Ugly, yellow-green waterlogged patches tend to appear where the roots of a lawn cannot breathe properly. This is the case where the soil is densified and also possibly waterlogged. The problem also occurs on heavily-used lawns. Special aeration measures – aerifying and sanding – for lawn roots permit the green grass to breathe again.
Lawn likes to grow on sufficiently sandy soil. If there is too little sand in the soil, for example in clay soils, or if it is too dense, for example in new house gardens due to compression through construction machines during the building phase, subsequent aerifying of the ground will help. “Aerifying” simply means to add air. Here holes are punched into the lawn soil, and these are then filled with coarse sand to prevent them silting up again. Surface water can now drain off better and the grass roots obtain more air – for better lawn growth. You can aerify lawns with the aid of a GARDENA Terraline™ digging fork in case of small lawn areas in house gardens or in problem areas (e.g. where the soil contains a lot of clay and/or is badly waterlogged).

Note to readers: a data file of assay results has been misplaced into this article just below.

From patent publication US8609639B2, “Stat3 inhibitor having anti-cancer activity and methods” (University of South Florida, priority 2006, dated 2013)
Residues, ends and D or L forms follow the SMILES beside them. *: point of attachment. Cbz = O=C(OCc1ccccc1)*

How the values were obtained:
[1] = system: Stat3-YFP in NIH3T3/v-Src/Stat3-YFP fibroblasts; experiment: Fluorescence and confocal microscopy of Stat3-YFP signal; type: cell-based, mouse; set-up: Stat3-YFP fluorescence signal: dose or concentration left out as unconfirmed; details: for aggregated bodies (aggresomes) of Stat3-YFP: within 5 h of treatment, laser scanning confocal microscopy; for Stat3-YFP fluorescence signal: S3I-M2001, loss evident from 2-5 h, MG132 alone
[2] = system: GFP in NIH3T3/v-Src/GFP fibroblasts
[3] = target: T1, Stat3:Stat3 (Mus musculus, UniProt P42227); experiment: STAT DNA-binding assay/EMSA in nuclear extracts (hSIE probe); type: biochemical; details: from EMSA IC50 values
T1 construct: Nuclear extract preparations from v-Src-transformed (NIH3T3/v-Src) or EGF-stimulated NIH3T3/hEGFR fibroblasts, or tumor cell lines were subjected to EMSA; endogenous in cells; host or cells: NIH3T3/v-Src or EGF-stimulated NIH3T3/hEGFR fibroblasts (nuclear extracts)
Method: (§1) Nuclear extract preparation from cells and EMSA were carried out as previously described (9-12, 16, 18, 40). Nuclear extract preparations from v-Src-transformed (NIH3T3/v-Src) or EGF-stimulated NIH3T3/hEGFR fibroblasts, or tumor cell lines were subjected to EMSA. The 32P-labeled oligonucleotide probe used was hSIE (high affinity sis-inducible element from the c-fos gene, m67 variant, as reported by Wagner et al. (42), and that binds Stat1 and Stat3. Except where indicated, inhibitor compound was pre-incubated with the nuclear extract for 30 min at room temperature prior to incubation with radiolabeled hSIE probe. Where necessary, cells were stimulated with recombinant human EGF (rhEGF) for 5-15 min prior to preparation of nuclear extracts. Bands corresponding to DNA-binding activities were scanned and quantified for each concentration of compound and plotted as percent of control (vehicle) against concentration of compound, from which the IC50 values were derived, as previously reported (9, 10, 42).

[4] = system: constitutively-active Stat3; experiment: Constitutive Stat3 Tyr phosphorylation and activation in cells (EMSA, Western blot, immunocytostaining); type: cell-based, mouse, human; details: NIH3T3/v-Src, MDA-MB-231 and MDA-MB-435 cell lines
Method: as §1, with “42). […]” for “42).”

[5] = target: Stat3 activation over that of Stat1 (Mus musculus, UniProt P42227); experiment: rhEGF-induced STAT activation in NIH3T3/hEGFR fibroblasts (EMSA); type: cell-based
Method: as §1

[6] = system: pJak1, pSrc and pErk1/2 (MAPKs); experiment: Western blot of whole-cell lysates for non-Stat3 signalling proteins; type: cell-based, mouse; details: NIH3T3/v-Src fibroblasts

To do this, stab your digging fork deep into the lawn in rows (row distance approx. 10 – 15 centimetres), loosen the soil slightly by levering the fork back and forth in the earth, and fill up the holes you have made with coarse sand. In house gardens, using this method on the smaller areas is certainly possible by hand with a bit of effort. For large areas, on the other hand, we recommend that the lawn is aerified by a landscape gardener who has the right equipment for the job. Please observe that aerifying is a surface soil treatment. Soil densification in the deeper soil layers is not remedied in this way, but at most concealed. In such cases, deeper lawn soil loosening by a landscape gardener is required, and the lawn will have to be re-sown.
Sanding of the lawn, which is used to revitalise worn lawn areas, is even more of a surface treatment. Sanding improves the permeability of the topsoil for water and oxygen. Precisely now, at the beginning of the year, the soil can heat up better and the lawn can therefore grow better after sanding. This is how it’s done: Dethatch the lawn thoroughly. Immediately afterwards, scatter coarse quartz sand evenly across the entire lawn surface to approx. 1 cm (grain (0/2). Therefore, you need 100 litres of quartz sand per ten square metres of lawn, and for 100 square metres you need one cubic metre of sand.